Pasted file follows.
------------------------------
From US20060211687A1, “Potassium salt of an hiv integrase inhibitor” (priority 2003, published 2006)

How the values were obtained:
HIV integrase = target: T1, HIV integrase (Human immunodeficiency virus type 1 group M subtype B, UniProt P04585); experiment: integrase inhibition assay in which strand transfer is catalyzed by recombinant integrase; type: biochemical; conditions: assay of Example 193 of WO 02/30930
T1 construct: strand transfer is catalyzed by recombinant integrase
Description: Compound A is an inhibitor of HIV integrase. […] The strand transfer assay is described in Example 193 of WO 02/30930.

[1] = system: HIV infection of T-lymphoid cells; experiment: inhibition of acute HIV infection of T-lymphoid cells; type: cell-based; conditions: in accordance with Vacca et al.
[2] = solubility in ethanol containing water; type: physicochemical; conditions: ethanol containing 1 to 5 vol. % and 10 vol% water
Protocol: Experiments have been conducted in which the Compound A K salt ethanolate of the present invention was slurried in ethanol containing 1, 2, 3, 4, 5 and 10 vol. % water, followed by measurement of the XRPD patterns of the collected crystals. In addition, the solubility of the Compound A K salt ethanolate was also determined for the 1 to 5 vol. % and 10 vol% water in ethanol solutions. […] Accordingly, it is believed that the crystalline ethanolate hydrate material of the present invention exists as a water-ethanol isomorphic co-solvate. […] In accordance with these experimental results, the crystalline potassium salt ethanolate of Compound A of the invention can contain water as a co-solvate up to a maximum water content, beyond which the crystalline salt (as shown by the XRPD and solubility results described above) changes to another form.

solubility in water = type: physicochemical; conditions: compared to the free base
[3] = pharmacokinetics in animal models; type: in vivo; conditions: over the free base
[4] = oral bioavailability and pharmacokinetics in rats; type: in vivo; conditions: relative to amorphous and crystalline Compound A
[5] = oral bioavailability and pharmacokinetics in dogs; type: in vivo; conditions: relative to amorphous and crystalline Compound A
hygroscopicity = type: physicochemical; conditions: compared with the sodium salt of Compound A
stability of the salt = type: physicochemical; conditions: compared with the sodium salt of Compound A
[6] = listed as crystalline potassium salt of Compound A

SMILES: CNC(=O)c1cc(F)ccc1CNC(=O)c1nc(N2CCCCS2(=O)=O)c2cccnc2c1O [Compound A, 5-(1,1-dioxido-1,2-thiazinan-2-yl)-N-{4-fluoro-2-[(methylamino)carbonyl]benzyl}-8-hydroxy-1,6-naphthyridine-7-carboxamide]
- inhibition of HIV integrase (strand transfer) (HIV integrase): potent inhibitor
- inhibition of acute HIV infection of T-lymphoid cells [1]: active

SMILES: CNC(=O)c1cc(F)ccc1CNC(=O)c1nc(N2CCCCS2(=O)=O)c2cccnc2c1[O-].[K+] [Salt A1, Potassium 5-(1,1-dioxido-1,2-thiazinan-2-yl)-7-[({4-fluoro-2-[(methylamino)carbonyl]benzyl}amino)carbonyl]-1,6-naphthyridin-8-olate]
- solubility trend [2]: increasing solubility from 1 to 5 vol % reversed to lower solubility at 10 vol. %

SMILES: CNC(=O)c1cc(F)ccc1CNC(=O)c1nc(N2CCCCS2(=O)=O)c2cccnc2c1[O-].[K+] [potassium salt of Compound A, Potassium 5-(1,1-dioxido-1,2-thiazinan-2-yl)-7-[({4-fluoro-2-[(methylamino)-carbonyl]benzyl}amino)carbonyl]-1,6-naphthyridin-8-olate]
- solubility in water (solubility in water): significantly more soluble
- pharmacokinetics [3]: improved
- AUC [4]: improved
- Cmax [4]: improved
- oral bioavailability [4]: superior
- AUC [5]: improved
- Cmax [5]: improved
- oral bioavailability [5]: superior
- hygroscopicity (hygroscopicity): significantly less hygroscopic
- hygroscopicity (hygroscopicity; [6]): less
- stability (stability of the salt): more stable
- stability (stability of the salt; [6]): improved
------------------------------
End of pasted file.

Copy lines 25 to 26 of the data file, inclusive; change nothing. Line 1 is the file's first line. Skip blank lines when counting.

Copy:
- Cmax [4]: improved
- oral bioavailability [4]: superior